Aug 032016
 

It’s the word of faith that welcomes God to go to work and set things right for us…..Scripture reassures us, “No one who trusts God like this-heart and soul-will ever regret it.”  It’s exactly the same no matter what a person’s religious background may be:  the same God for all of us, acting the same incredibly generous way to everyone who calls out for help.  “Everyone who calls, ‘Help, God!’ gets help.”  Romans 10:3-15 (excerpts from the Message)

This is the confidence we have in approaching God: that if we ask anything according to his will, he hears us.  And if we know that he hears us—whatever we ask—we know that we have what we asked of him.  1 John 5:14-15

“For my thoughts are not your thoughts, neither are your ways my ways,” declares the Lord. “As the heavens are higher than the earth, so are my ways higher than your ways and my thoughts than your thoughts.”  Isaiah 55:8-9

Only 1 out of the 4 “Daughter dates” happened. And I though I don’t have any tattoos on my body, I have this memory tattooed on my Mama heart, mind, and Spirit.  Never to be erased.

It began with some morning love.  In the form of a Mom and a Mocha, an oldest Daughter and a Drink of White Chocolate Cocoa.  Quality conversation reigned.  And the quality of it wasn’t in the topics at hand, but the ability to be oh so present.  With the eyes.  Ears.  And heart.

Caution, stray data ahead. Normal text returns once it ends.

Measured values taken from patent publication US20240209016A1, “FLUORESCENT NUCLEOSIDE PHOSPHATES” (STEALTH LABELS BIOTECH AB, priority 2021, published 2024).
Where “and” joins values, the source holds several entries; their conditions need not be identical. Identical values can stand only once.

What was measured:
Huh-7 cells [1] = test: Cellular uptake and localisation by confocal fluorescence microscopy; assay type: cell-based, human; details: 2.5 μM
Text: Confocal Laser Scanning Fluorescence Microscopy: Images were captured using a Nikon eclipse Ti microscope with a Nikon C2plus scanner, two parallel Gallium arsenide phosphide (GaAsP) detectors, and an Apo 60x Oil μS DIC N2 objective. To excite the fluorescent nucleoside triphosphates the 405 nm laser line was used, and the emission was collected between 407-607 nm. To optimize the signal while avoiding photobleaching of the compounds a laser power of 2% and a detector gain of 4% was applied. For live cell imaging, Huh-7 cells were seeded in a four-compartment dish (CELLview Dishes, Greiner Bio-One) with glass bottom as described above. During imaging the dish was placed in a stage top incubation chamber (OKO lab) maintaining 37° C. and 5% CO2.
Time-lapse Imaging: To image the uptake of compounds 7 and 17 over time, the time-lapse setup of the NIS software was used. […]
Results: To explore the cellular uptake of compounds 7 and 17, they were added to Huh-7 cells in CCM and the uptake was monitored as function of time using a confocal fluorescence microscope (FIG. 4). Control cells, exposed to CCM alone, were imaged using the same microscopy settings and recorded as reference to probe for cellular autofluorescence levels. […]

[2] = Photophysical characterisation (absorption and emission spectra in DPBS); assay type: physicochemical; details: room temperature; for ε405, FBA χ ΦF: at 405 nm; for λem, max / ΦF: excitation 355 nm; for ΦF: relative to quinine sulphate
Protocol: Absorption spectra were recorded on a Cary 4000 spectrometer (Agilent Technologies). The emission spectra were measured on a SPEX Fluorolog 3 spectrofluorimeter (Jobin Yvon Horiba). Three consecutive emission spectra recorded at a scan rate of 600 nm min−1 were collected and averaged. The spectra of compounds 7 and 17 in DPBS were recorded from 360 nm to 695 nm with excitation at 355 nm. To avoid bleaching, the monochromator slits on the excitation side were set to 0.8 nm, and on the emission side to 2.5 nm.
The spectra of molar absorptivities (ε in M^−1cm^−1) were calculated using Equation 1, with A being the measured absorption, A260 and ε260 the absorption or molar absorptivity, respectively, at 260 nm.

Our 2 part date meant a quick change after breakfast to “do nature”.  I call my daughter the “Creature/Nature whisperer” because if there is a tall tree, a stream, and God’s animals/insects present, she is all in.  Having caught the spotted creation and caught the joy of simply being in God’s creation.  Her “do nature” request was for her and I to visit the nearby stream and look for creatures.  Simple.  Was my thought.  I knew the spot where we were headed was a playground for insects, lizards, salamanders, dragonflies, frogs, butterflies-everything which made her heart happy.

I prayed out loud, with her, that God would help us find a creature (Why do I tend to pray those “already know this will come true”/”knowledge by my own insight and sight” kind of prayers?).  I went in with conquering hope because I knew odds were more than good.  For our treasure hunt to end real well.  But after an hour of muddy clothes.  Ice feeling feet.  And questions from my daughter such as, “Do you think God will let us find a creature, Mom?  We prayed.  I just want to find one creature!”  My hope was dimming.  It was one of those times where you don’t know how to answer your child.  “Come on God, come through!  One creature is all!”  I prayed over and over again to myself with a tear on my lid.